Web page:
The FTO thin film was measured at roughly 600 nm thick by tracking the ratio of Sn (FTO) to Si (glass) in an energy-dispersive X-ray spectroscopy (EDX) line scan of the substrate cross section and also directly imaged using the electron backscatter detector. EDX analysis in Fig. 1d of the as-received FTO thin film detected only a small bump in signal where a fluorine elemental peak is expected, but not significant enough to be assigned by the program. X-ray photoelectron spectroscopy (XPS) shown in Fig. 1e also detected only a small increase in signal at 687 eV. This is compared to that of the nanowires, which shows no increase, inset in Fig. 1e. These methods are barely sensitive enough to detect any presence of fluorine in the as-received FTO, so it is unknown if any of the original fluorine doping was incorporated into the nanowires.
To reduce the degradation of the FTO thin film, an additional solution-based FTO layer was spin-coated over the original layer to act as a sacrificial source for growth. Sacrificial coatings were added using approximately 60 µL of solution via pipette onto the substrate while on a spin coater at 500 rpm. Although the catalyst layer was still necessary, this additional layer assisted growth of longer nanowires and allowed adequate growth at slightly lower temperatures of 560–570 °C, as shown in Fig. 2d. However, even if the sacrificial layer protected the underlying thin film, the resistance of the top layer was quite high at 3 kΩ (560 °C) and 20 kΩ (570 °C), likely due to the poor quality of the spin-coating that leaves many microcracks after drying and annealing. Careful modification of the thickness of the deposited coating and growth conditions may eventually achieve growth solely from the sacrificial layer without affecting the high-quality transparent thin film. This coating was also applied to a bare Si wafer, and after gold sputtering, nanowire growth was achieved at the same conditions as on the FTO slide. This demonstrates that a simple solution-based coating can be used to grow SnO2 nanowires on nearly any substrate that is stable above 580 °C under reducing conditions without the need for an upstream precursor or a reaction chamber with multiple independent temperature-controlled zones.
TiO2 nanorods were precipitated onto the SnO2 nanowires using a microwave hydrothermal method similar to that described previously . However, the previous study employed traditional hydrothermal growth in a PTFE autoclave over 1–24 h and grew nanorods directly on a blank FTO slide. This was first replicated in the microwave hydrothermal chamber, and then a slide with pre-grown SnO2 nanowires was used as the growth substrate. The SnO2 nanowire-covered FTO substrates were placed upright into a quartz vial reaction chamber containing a solution of 5 mL H2O, 5 mL HCl, and 0.5 mL titanium (IV) butoxide. The inner diameter of the quartz tube was 2.54 cm, which allowed two FTO slides to stand upright back-to-back with no additional support. This prevented TiO2 deposition on the back of the slides, allowed a small magnetic stir bar to freely spin in the tapered bottom of the vial, and prevented settling of large TiO2 particles on the surface of the slides. A typical growth experiment used 150 W of intermittent microwave power to hold the reaction chamber temperature at 150 °C for 5 min with the resulting pressure holding between 150 and 250 psi. Reaction times greater than 5 min did not increase the coverage of nanorods on the nanowires, suggesting the nucleation and growth is complete after that period. Nanorods did not sufficiently grow at temperatures below 150 °C or pressure below 150 psi, but higher pressure and temperature did not change the morphology. The previously cited study  conducted extensive analysis of varying reaction parameters and growth mechanisms of the TiO2 nanorods, so the most promising formula and reaction conditions were chosen for this study, but achieved instead via microwave heating. The reader is referred to this paper  for more details on the nucleation and growth process of the nanorods.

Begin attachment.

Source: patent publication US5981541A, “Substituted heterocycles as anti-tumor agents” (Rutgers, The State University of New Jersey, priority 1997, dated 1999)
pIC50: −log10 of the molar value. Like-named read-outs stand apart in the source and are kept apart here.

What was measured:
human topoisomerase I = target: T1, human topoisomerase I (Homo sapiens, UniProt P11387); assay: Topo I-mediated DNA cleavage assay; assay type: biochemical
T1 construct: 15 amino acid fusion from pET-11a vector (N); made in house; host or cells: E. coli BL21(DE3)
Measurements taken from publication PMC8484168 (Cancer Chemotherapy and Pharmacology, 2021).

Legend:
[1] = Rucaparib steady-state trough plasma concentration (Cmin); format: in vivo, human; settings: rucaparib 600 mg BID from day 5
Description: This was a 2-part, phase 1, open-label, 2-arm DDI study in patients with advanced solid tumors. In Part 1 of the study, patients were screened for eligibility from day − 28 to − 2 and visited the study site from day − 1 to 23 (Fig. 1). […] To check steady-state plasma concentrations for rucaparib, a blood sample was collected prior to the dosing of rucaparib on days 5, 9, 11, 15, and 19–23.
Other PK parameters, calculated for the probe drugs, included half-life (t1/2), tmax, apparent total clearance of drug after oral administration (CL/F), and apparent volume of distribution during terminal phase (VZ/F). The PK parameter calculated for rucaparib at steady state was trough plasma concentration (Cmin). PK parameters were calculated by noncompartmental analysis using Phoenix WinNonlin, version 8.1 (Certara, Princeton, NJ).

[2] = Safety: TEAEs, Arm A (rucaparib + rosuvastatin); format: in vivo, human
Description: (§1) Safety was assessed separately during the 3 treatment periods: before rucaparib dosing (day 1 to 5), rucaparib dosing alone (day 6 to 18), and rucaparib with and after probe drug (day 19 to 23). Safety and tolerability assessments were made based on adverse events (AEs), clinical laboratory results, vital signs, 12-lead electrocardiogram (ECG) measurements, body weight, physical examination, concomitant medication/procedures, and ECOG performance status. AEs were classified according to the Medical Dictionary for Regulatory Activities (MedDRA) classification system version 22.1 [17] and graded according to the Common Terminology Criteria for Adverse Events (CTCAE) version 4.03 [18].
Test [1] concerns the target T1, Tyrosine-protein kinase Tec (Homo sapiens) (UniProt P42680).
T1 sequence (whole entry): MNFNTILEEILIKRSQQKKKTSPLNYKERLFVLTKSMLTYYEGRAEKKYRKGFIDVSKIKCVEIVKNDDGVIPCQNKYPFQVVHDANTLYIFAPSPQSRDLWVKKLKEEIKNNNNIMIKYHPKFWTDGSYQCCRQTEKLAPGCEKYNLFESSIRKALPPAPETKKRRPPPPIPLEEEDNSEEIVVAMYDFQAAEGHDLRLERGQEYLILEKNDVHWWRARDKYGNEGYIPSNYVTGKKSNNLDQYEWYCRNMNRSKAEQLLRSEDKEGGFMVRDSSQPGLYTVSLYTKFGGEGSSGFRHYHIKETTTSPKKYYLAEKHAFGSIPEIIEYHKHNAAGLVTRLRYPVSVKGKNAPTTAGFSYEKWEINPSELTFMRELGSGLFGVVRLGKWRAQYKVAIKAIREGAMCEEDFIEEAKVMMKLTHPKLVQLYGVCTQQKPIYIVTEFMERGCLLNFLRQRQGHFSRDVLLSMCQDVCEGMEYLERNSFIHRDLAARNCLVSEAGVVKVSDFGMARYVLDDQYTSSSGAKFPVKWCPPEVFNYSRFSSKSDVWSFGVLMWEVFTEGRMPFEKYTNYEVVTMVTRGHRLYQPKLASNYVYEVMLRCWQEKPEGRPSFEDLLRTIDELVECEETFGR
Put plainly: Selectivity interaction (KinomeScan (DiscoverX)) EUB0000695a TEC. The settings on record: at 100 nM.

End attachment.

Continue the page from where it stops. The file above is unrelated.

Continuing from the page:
This study has demonstrated a simple process for growing high-quality SnO2 nanowires anchored directly to a FTO thin film. Additional solution-deposited FTO coatings offer a versatile method to grow SnO2 nanowires from any substrate that can withstand the processing conditions. The novel hierarchical nanobrushes consisting of SnO2 nanowires and hydrothermally grown TiO2 nanorods are promising for future applications of photocatalysis, water splitting, and dye-sensitized solar cells (DSSCs). The remaining challenge is to fabricate such a device without affecting the quality or properties of the thin film or substrate. This could be overcome by fabricating a thicker FTO film that is not as susceptible to degradation with nanowire growth. The underlying glass substrate could also be substituted with sapphire or quartz to allow growth at higher temperatures without softening of the slide. Future studies will explore the properties of this nanostructure and its implications in fields such as catalysis, photocatalysis, and gas sensing.
This work was funded by a NASA Space Technology Research Fellowship and a Facilities Grant from the Institute for Materials Research (IMR) at The Ohio State University.